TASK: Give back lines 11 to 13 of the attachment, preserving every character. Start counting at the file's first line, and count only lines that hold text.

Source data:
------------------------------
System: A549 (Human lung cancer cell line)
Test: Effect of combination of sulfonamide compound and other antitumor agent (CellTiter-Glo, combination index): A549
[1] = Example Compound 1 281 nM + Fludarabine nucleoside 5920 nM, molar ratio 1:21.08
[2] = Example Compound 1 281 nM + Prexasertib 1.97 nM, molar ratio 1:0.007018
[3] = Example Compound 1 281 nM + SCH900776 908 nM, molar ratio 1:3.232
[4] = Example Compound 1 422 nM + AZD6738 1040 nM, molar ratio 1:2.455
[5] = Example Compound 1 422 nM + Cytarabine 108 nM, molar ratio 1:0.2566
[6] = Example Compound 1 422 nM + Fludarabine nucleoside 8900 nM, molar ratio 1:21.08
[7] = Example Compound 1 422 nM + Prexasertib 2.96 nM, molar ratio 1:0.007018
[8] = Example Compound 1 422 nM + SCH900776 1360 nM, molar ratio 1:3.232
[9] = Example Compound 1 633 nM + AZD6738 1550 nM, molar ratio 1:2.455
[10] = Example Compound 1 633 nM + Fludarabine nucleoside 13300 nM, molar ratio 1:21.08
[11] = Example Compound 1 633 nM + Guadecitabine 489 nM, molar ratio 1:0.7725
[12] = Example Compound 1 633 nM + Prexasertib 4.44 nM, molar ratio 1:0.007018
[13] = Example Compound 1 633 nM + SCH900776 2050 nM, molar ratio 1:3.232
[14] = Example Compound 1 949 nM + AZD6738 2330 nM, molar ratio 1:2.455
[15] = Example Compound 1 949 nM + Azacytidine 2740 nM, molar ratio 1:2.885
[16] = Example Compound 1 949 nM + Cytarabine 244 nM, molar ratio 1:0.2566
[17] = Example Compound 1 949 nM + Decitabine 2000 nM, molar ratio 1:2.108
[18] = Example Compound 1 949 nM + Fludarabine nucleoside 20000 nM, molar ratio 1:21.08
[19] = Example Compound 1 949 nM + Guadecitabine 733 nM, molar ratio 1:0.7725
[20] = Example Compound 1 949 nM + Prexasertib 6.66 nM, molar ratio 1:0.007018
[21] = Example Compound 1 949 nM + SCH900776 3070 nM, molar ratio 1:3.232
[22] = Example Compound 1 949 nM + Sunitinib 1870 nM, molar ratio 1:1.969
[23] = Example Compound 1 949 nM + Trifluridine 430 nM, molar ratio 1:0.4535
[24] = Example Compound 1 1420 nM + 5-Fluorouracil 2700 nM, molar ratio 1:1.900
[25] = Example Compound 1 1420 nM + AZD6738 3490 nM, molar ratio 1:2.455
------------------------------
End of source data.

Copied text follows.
[9] = Example Compound 1 633 nM + AZD6738 1550 nM, molar ratio 1:2.455
[10] = Example Compound 1 633 nM + Fludarabine nucleoside 13300 nM, molar ratio 1:21.08
[11] = Example Compound 1 633 nM + Guadecitabine 489 nM, molar ratio 1:0.7725